Household gross disposable income is estimated to have decreased by 1.5% in the second quarter of 2022, compared with last year’s corresponding quarter. In 2021, the purchasing power of household disposable income per capita increased by 5.4% from 2020.

Statistics Iceland has published annual figures for non-financial sector accounts, covering the five economic sectors in the Icelandic economy and the rest of the world for the year 2021, as well as quarterly estimates for the Icelandic household sector. These figures do not contain new estimates for GDP or its components, but are in part compiled from the production and expenditure approaches, where the emphasis is on tracking current and capital transfers across sectors.

Inflation rate drives down purchasing power in the second quarter
Household gross disposable income is estimated to have increased by 9.1% in the second quarter of 2022, compared with last year’s corresponding quarter. Disposable income per capita amounted to close to 1.25 million ISK in the quarter and is estimated to have increased by 6.3% compared with the second quarter of 2021. Due to increased inflation rate, the purchasing power of household disposable income per capita in the second quarter of 2022 decreased by 1.5% compared with last year’s corresponding quarter, but the consumer price index increased by 7.9% during the same period.



Total income of the household sector increased by 9.5% in the second quarter of 2022, compared with the second quarter of the previous year. The largest increase was in wages and salaries which are estimated to have increased by 16.8% from last year’s corresponding quarter. It is estimated that property income increased by 17.3% during the same period, but income from interests increased by 45%. Social benefits decreased by 2.9% after having increased excessively during the corresponding quarter of last year due to the measures taken by the Icelandic government to mitigate the economic impact of the Covid-19 pandemic.

Total expenditure of the household sector increased by roughly 10% in the second quarter of 2022 compared with the second quarter of the previous year. Taxes on income are estimated to have increased by 1.7% and that net social contributions increased by 16.8% from last year’s corresponding quarter. Property expenditure is estimated to have decreased by 11.9% in the second quarter of 2022 compared with last year’s corresponding quarter where interest payments decreased by 12.3% during the same period which can largely be attributed to the decrease in the level of household real estate investments during the period.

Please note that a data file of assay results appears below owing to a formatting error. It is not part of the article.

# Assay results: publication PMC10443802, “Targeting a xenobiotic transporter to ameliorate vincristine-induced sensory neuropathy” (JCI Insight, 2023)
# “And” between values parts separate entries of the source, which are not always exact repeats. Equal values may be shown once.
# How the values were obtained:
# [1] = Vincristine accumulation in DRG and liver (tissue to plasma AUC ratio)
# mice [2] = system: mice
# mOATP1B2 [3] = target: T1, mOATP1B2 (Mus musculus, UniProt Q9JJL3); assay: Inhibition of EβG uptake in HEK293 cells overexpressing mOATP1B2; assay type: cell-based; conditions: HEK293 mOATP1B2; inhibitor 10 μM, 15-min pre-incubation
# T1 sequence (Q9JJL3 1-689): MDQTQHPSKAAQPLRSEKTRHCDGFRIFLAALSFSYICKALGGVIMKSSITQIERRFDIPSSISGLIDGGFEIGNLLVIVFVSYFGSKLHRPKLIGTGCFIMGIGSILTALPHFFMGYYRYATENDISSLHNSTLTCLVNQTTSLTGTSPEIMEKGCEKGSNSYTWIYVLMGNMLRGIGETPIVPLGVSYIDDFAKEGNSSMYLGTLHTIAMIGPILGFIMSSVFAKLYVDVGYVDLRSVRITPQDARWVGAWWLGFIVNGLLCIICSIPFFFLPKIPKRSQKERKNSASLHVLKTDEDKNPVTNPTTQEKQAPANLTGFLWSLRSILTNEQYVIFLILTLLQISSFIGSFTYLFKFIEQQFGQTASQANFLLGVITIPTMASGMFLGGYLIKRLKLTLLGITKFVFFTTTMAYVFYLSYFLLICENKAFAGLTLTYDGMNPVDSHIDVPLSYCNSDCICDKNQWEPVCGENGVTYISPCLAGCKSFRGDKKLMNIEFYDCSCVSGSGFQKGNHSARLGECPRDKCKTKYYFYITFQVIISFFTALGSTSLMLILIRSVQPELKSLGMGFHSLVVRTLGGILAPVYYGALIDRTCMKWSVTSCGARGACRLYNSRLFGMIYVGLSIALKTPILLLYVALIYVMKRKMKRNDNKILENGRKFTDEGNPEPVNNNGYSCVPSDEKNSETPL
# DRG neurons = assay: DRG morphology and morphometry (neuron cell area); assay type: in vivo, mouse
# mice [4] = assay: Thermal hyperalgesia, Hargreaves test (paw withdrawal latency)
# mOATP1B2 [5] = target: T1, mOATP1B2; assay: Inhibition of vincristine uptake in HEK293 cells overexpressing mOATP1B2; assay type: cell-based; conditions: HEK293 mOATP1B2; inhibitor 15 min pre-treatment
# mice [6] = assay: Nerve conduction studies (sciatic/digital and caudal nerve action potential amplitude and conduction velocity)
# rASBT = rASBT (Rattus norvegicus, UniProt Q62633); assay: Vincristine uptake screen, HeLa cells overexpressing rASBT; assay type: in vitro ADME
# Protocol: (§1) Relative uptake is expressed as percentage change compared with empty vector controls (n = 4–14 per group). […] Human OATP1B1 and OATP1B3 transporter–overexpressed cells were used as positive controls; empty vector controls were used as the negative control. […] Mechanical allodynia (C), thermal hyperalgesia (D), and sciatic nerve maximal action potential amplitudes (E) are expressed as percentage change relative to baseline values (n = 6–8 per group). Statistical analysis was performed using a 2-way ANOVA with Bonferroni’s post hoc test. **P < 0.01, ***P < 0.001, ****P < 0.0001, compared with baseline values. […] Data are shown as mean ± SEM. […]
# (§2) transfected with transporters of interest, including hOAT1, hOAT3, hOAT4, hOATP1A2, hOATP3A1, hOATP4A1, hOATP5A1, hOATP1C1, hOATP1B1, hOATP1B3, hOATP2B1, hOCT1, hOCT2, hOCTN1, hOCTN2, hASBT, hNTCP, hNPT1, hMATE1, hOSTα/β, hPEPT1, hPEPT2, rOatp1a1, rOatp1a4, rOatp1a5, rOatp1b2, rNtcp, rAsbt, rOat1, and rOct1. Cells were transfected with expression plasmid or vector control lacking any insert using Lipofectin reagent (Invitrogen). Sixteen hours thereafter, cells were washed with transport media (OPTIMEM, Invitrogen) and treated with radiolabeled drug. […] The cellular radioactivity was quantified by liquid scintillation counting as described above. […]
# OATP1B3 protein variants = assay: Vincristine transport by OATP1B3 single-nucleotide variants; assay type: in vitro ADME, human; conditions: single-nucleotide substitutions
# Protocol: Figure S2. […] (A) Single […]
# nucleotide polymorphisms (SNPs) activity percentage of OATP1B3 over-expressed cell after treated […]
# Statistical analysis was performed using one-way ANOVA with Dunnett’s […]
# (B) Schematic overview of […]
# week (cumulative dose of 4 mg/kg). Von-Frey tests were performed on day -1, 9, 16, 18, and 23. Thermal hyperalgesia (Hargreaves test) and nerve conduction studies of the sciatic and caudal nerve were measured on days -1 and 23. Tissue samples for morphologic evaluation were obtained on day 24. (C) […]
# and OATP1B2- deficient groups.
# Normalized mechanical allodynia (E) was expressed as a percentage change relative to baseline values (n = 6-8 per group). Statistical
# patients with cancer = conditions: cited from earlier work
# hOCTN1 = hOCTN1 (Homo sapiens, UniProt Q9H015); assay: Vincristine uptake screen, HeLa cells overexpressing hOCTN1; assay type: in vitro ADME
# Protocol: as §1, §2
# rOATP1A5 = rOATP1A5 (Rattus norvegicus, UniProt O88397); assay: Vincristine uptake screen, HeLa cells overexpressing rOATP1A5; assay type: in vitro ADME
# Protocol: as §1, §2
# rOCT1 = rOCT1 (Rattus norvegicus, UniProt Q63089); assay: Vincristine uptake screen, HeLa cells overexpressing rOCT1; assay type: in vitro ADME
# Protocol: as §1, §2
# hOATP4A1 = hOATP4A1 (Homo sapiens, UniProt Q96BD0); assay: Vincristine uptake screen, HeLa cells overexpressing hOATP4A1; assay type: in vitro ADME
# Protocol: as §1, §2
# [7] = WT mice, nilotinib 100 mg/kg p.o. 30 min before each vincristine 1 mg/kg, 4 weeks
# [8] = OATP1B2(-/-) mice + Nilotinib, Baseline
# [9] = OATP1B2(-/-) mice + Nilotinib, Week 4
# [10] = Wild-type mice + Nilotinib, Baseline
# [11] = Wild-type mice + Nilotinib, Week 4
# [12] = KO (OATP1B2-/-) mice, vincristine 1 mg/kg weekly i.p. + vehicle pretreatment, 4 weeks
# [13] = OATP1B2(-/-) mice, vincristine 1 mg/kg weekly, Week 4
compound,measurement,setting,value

These are preliminary figures and thus Statistics Iceland will continue to publish revised figures when exhaustive information is available, e.g. tax returns from corporations and individuals.

The purchasing power of disposable income per capita increased by 5.4% in 2021
In March, Statistics Iceland published preliminary figures for the year 2021 and has now published revised figures. The purchasing power of household disposable income per capita increased by 5.4% in 2021. Disposable income per capita increased by 10.1% and household gross disposable income increased by 11.9% from 2020 to 2021. Total income of the household sector increased by 9.4% while total expenses increased by 6.3% during the same period.



From 2020 to 2021, income from wages and salaries increased by 9.4% while taxes on salaries increased by 4.4%. Social benefits other than social transfers in kind increased by 6.5% from 2020 to 2021. This increase is mainly due to the increase in general unemployment benefits, the payment of partial unemployment benefits, additional child support supplement, and temporary permission to withdraw voluntary pension savings (third-pillar pension savings).

Previous years have been revised. Due to improved data sources, the compilation for households’ gross operating surplus has been revised from the year 2000 onwards. These revisions have a feedback effect on the compilation of households’ gross disposable income.

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